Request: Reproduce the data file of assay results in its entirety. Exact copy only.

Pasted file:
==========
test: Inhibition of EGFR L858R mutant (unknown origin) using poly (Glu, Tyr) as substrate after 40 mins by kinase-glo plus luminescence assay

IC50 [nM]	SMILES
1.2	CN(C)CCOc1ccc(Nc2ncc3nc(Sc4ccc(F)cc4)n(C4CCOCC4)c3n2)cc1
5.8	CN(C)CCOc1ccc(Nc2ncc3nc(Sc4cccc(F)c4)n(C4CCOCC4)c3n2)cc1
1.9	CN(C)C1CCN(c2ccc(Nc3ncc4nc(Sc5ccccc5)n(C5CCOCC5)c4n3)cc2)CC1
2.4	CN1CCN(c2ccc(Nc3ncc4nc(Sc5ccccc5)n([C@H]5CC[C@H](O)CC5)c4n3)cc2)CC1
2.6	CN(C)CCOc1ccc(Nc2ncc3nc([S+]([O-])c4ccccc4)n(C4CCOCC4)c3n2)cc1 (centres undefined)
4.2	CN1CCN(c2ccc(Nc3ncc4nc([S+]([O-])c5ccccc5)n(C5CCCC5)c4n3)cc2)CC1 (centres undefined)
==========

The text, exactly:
test: Inhibition of EGFR L858R mutant (unknown origin) using poly (Glu, Tyr) as substrate after 40 mins by kinase-glo plus luminescence assay

IC50 [nM]	SMILES
1.2	CN(C)CCOc1ccc(Nc2ncc3nc(Sc4ccc(F)cc4)n(C4CCOCC4)c3n2)cc1
5.8	CN(C)CCOc1ccc(Nc2ncc3nc(Sc4cccc(F)c4)n(C4CCOCC4)c3n2)cc1
1.9	CN(C)C1CCN(c2ccc(Nc3ncc4nc(Sc5ccccc5)n(C5CCOCC5)c4n3)cc2)CC1
2.4	CN1CCN(c2ccc(Nc3ncc4nc(Sc5ccccc5)n([C@H]5CC[C@H](O)CC5)c4n3)cc2)CC1
2.6	CN(C)CCOc1ccc(Nc2ncc3nc([S+]([O-])c4ccccc4)n(C4CCOCC4)c3n2)cc1 (centres undefined)
4.2	CN1CCN(c2ccc(Nc3ncc4nc([S+]([O-])c5ccccc5)n(C5CCCC5)c4n3)cc2)CC1 (centres undefined)